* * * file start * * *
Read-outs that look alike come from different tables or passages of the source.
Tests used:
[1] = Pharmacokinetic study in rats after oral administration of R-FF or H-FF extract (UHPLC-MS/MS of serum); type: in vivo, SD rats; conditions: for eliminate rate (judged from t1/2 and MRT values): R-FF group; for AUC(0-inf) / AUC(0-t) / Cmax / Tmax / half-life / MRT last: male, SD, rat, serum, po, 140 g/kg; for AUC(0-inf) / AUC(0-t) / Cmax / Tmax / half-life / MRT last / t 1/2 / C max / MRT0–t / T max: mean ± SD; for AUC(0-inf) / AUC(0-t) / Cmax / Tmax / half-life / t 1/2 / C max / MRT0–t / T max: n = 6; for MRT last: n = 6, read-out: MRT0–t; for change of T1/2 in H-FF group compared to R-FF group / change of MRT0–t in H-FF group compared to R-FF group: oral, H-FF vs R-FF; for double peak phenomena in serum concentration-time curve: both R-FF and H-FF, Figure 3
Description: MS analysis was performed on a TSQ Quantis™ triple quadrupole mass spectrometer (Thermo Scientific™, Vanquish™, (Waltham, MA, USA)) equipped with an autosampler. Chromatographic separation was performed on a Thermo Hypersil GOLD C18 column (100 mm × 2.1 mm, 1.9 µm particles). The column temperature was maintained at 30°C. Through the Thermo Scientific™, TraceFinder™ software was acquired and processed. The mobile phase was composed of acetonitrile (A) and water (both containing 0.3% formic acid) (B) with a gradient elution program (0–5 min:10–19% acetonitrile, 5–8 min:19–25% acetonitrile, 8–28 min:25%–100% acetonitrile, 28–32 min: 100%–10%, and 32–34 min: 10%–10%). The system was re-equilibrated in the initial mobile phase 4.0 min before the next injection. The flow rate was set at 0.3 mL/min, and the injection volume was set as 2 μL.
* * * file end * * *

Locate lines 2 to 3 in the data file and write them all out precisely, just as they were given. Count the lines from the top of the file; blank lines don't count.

Tests used:
[1] = Pharmacokinetic study in rats after oral administration of R-FF or H-FF extract (UHPLC-MS/MS of serum); type: in vivo, SD rats; conditions: for eliminate rate (judged from t1/2 and MRT values): R-FF group; for AUC(0-inf) / AUC(0-t) / Cmax / Tmax / half-life / MRT last: male, SD, rat, serum, po, 140 g/kg; for AUC(0-inf) / AUC(0-t) / Cmax / Tmax / half-life / MRT last / t 1/2 / C max / MRT0–t / T max: mean ± SD; for AUC(0-inf) / AUC(0-t) / Cmax / Tmax / half-life / t 1/2 / C max / MRT0–t / T max: n = 6; for MRT last: n = 6, read-out: MRT0–t; for change of T1/2 in H-FF group compared to R-FF group / change of MRT0–t in H-FF group compared to R-FF group: oral, H-FF vs R-FF; for double peak phenomena in serum concentration-time curve: both R-FF and H-FF, Figure 3